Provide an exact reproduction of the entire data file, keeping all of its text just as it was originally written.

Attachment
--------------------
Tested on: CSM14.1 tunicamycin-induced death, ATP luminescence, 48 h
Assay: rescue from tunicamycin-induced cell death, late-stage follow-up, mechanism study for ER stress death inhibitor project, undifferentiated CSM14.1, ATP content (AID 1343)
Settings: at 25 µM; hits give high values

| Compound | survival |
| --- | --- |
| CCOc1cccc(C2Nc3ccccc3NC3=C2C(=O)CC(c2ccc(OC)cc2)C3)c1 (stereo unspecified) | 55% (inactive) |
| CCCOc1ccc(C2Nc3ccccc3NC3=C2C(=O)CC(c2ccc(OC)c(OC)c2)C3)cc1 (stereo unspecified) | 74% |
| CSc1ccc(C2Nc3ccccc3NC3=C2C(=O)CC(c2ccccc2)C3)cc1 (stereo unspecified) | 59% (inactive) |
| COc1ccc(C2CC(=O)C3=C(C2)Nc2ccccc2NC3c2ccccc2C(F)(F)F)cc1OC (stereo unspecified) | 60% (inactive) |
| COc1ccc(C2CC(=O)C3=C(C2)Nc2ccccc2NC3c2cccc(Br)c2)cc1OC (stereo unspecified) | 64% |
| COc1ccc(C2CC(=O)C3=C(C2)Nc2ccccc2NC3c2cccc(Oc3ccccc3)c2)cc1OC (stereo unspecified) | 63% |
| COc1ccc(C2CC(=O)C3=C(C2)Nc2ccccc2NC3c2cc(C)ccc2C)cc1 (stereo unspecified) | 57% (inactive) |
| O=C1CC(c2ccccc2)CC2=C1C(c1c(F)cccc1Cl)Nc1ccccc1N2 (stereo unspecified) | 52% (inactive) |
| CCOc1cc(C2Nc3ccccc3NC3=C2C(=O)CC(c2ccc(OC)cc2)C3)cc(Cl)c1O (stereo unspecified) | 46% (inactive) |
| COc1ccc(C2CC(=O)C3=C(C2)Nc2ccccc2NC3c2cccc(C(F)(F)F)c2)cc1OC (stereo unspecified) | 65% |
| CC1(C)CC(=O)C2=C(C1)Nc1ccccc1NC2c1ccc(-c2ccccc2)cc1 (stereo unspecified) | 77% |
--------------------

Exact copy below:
Tested on: CSM14.1 tunicamycin-induced death, ATP luminescence, 48 h
Assay: rescue from tunicamycin-induced cell death, late-stage follow-up, mechanism study for ER stress death inhibitor project, undifferentiated CSM14.1, ATP content (AID 1343)
Settings: at 25 µM; hits give high values

| Compound | survival |
| --- | --- |
| CCOc1cccc(C2Nc3ccccc3NC3=C2C(=O)CC(c2ccc(OC)cc2)C3)c1 (stereo unspecified) | 55% (inactive) |
| CCCOc1ccc(C2Nc3ccccc3NC3=C2C(=O)CC(c2ccc(OC)c(OC)c2)C3)cc1 (stereo unspecified) | 74% |
| CSc1ccc(C2Nc3ccccc3NC3=C2C(=O)CC(c2ccccc2)C3)cc1 (stereo unspecified) | 59% (inactive) |
| COc1ccc(C2CC(=O)C3=C(C2)Nc2ccccc2NC3c2ccccc2C(F)(F)F)cc1OC (stereo unspecified) | 60% (inactive) |
| COc1ccc(C2CC(=O)C3=C(C2)Nc2ccccc2NC3c2cccc(Br)c2)cc1OC (stereo unspecified) | 64% |
| COc1ccc(C2CC(=O)C3=C(C2)Nc2ccccc2NC3c2cccc(Oc3ccccc3)c2)cc1OC (stereo unspecified) | 63% |
| COc1ccc(C2CC(=O)C3=C(C2)Nc2ccccc2NC3c2cc(C)ccc2C)cc1 (stereo unspecified) | 57% (inactive) |
| O=C1CC(c2ccccc2)CC2=C1C(c1c(F)cccc1Cl)Nc1ccccc1N2 (stereo unspecified) | 52% (inactive) |
| CCOc1cc(C2Nc3ccccc3NC3=C2C(=O)CC(c2ccc(OC)cc2)C3)cc(Cl)c1O (stereo unspecified) | 46% (inactive) |
| COc1ccc(C2CC(=O)C3=C(C2)Nc2ccccc2NC3c2cccc(C(F)(F)F)c2)cc1OC (stereo unspecified) | 65% |
| CC1(C)CC(=O)C2=C(C1)Nc1ccccc1NC2c1ccc(-c2ccccc2)cc1 (stereo unspecified) | 77% |